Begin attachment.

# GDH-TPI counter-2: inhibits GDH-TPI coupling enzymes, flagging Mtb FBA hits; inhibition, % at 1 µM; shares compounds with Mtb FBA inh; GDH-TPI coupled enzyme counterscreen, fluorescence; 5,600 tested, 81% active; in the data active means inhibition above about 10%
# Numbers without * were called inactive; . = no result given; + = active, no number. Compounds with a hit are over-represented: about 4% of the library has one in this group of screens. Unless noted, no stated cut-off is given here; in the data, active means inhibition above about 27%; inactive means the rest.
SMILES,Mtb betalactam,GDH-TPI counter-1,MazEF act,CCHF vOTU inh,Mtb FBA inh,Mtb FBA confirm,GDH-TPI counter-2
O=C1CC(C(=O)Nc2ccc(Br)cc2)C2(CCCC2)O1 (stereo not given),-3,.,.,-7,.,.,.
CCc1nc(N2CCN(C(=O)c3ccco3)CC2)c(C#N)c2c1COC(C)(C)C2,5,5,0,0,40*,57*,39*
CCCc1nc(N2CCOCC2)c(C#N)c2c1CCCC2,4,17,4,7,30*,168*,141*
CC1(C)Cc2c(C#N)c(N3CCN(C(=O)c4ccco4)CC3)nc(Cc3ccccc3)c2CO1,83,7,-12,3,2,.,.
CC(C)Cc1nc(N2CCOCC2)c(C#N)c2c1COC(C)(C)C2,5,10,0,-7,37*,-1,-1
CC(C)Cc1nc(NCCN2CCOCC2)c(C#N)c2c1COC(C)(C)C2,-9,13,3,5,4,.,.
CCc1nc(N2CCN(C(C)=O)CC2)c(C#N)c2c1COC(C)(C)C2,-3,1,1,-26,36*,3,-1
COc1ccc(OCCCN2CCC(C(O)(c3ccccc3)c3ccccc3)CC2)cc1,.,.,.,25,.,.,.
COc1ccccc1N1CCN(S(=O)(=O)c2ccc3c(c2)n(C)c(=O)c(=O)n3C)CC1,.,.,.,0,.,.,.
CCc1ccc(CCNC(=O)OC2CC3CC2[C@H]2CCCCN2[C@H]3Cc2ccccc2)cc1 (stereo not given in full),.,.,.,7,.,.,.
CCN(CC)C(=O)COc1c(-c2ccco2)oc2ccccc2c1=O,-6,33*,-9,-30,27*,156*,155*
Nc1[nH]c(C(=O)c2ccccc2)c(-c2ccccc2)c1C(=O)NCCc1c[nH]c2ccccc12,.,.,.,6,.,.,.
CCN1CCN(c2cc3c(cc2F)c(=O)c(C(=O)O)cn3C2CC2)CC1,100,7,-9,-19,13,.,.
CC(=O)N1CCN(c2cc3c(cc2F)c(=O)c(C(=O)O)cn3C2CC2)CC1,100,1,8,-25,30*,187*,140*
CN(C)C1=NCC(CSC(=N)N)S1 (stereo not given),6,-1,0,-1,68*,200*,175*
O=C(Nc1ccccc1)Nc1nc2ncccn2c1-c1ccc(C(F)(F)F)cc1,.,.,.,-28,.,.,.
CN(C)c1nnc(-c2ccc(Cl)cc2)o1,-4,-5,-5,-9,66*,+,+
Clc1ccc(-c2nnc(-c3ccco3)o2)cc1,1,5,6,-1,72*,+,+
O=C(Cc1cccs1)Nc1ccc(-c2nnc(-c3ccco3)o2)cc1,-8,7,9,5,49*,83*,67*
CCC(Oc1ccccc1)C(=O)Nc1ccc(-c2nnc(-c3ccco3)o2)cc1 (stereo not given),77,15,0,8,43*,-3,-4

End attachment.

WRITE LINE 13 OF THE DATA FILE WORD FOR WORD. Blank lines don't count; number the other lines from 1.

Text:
CCc1ccc(CCNC(=O)OC2CC3CC2[C@H]2CCCCN2[C@H]3Cc2ccccc2)cc1 (stereo not given in full),.,.,.,7,.,.,.